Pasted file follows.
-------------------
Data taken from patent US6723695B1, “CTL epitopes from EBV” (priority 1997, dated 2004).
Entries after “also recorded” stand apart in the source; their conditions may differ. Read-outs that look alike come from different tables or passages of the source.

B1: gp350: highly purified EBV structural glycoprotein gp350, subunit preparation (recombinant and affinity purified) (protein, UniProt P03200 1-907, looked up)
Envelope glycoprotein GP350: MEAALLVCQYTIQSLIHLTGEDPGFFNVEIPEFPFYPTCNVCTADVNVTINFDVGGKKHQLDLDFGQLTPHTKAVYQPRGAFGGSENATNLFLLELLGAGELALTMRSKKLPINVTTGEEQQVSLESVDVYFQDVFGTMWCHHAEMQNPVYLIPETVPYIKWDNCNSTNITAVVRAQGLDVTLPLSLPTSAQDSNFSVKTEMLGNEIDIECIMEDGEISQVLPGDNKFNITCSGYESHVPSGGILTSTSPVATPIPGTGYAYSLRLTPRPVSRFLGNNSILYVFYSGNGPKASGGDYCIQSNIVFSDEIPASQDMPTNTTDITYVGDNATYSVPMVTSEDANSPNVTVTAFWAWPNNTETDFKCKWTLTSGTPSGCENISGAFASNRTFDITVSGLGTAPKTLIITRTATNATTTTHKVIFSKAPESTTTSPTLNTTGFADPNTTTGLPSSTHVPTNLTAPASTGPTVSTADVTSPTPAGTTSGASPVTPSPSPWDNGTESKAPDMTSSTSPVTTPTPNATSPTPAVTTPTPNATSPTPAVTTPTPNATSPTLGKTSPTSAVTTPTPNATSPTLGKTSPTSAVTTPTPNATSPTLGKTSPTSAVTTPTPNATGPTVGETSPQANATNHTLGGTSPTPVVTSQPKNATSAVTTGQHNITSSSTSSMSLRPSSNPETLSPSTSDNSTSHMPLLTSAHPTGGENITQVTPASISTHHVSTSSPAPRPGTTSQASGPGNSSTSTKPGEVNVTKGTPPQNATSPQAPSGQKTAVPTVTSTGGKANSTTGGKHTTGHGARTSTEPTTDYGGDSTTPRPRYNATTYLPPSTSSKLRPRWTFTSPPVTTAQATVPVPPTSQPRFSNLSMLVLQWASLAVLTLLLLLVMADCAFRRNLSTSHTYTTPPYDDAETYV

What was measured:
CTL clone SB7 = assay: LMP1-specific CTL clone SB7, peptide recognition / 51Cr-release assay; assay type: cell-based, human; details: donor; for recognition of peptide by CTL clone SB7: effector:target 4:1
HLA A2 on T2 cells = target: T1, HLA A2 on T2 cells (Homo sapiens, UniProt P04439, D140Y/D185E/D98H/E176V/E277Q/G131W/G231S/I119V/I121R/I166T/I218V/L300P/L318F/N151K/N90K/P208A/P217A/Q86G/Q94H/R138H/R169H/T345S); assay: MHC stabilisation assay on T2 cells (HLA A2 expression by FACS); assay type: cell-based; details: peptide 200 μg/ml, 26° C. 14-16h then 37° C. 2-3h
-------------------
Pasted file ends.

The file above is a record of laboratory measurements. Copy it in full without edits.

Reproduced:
Data taken from patent US6723695B1, “CTL epitopes from EBV” (priority 1997, dated 2004).
Entries after “also recorded” stand apart in the source; their conditions may differ. Read-outs that look alike come from different tables or passages of the source.

B1: gp350: highly purified EBV structural glycoprotein gp350, subunit preparation (recombinant and affinity purified) (protein, UniProt P03200 1-907, looked up)
Envelope glycoprotein GP350: MEAALLVCQYTIQSLIHLTGEDPGFFNVEIPEFPFYPTCNVCTADVNVTINFDVGGKKHQLDLDFGQLTPHTKAVYQPRGAFGGSENATNLFLLELLGAGELALTMRSKKLPINVTTGEEQQVSLESVDVYFQDVFGTMWCHHAEMQNPVYLIPETVPYIKWDNCNSTNITAVVRAQGLDVTLPLSLPTSAQDSNFSVKTEMLGNEIDIECIMEDGEISQVLPGDNKFNITCSGYESHVPSGGILTSTSPVATPIPGTGYAYSLRLTPRPVSRFLGNNSILYVFYSGNGPKASGGDYCIQSNIVFSDEIPASQDMPTNTTDITYVGDNATYSVPMVTSEDANSPNVTVTAFWAWPNNTETDFKCKWTLTSGTPSGCENISGAFASNRTFDITVSGLGTAPKTLIITRTATNATTTTHKVIFSKAPESTTTSPTLNTTGFADPNTTTGLPSSTHVPTNLTAPASTGPTVSTADVTSPTPAGTTSGASPVTPSPSPWDNGTESKAPDMTSSTSPVTTPTPNATSPTPAVTTPTPNATSPTPAVTTPTPNATSPTLGKTSPTSAVTTPTPNATSPTLGKTSPTSAVTTPTPNATSPTLGKTSPTSAVTTPTPNATGPTVGETSPQANATNHTLGGTSPTPVVTSQPKNATSAVTTGQHNITSSSTSSMSLRPSSNPETLSPSTSDNSTSHMPLLTSAHPTGGENITQVTPASISTHHVSTSSPAPRPGTTSQASGPGNSSTSTKPGEVNVTKGTPPQNATSPQAPSGQKTAVPTVTSTGGKANSTTGGKHTTGHGARTSTEPTTDYGGDSTTPRPRYNATTYLPPSTSSKLRPRWTFTSPPVTTAQATVPVPPTSQPRFSNLSMLVLQWASLAVLTLLLLLVMADCAFRRNLSTSHTYTTPPYDDAETYV

What was measured:
CTL clone SB7 = assay: LMP1-specific CTL clone SB7, peptide recognition / 51Cr-release assay; assay type: cell-based, human; details: donor; for recognition of peptide by CTL clone SB7: effector:target 4:1
HLA A2 on T2 cells = target: T1, HLA A2 on T2 cells (Homo sapiens, UniProt P04439, D140Y/D185E/D98H/E176V/E277Q/G131W/G231S/I119V/I121R/I166T/I218V/L300P/L318F/N151K/N90K/P208A/P217A/Q86G/Q94H/R138H/R169H/T345S); assay: MHC stabilisation assay on T2 cells (HLA A2 expression by FACS); assay type: cell-based; details: peptide 200 μg/ml, 26° C. 14-16h then 37° C. 2-3h